One couple who came to me were trying to decide whether their marriage was worth saving. Each found it hard to identify things they appreciated about the other. They avoided each other at home, had not had sex in years and did not feel they had anything in common except their two school-aged children.
Unhappy as they were, however, a divorce seemed unthinkable. It would affect the children and have a financial and social impact on the couple. After asking themselves how they could show up as healthier individuals for their children, they landed on a value of fostering greater individual contentment, letting this guide their choice of a trial separation for a half year.
There was pain and uncertainty for them and their children, but there was also an appreciation of breaking out of the decision inertia they had been trapped in for years. There also was pride in giving themselves a chance for a more fulfilling future. After the six months passed, they decided to go through with a divorce, finding their happiness and ability to parent improved while living apart.
Reframe your question
When we are confronted by a difficult decision, we are tempted to frame the problem in simple terms such as “either/or.” These kinds of questions would have us pick between two distinct choices: stay or go, disclose or keep secret, approach or avoid. When we think in this way, however, “right off the bat we have limited ourselves in the way we have framed that question to those two options,” says Marianne Lewis, an author of “Both/And Thinking.”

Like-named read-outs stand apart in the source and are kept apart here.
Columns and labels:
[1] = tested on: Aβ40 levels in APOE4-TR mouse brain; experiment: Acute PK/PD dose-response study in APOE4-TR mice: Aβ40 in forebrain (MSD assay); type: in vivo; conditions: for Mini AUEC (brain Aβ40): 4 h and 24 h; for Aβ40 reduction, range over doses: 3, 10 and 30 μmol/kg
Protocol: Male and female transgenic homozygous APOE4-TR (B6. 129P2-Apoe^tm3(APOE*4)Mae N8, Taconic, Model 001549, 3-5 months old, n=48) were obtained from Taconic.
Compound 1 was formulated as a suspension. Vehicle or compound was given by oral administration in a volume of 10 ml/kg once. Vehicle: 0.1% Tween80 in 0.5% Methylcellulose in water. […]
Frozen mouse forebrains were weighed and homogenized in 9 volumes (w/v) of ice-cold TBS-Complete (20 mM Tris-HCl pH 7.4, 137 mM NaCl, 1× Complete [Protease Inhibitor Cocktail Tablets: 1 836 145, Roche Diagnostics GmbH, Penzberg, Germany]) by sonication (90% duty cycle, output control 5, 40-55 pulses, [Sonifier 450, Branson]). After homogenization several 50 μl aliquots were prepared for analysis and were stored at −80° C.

She advises carefully reframing the question from “either/or” to “both/and.” For example, you might upgrade “do we divorce or stay unhappily married?” to “how can we be happier as individuals and co-parents?” And you might swap “should I tell my partner to get their act together on toilet paper refills or stay quiet?” for “how might I invite my partner to be more of a teammate on doing the household grunt work?”
Embrace deliberate choice
“The benefit of deciding, even if the options are not great, is knowing you chose the path and did not just let it happen to you,” says Scott Stanley, a research professor and a director of the Center for Marital and Family Studies at the University of Denver. “You chose what seemed like the best way through, and that can help follow through.”
Stanley has a fascinating line of research focusing on how couples decide to live together before (or instead of) getting married. Some are deliberate about moving in together, making an official commitment before cohabiting. Others slide into it, like when one person has a lease end and it seems more convenient to cohabit than rent a new place.
The research shows couples who make a deliberate decision to cohabit tend to fare better over time than couples who slide into living together. That difference has everything to do with making decisions. “Sometimes sliding is just being mindless,” Stanley said. “Sometimes it is being avoidant of facing things they partly know they should be thinking about.”
**Or you can get a reading athttps://www,starzpsychics.com from an advisor who can answer your questions and guide you to a better understanding.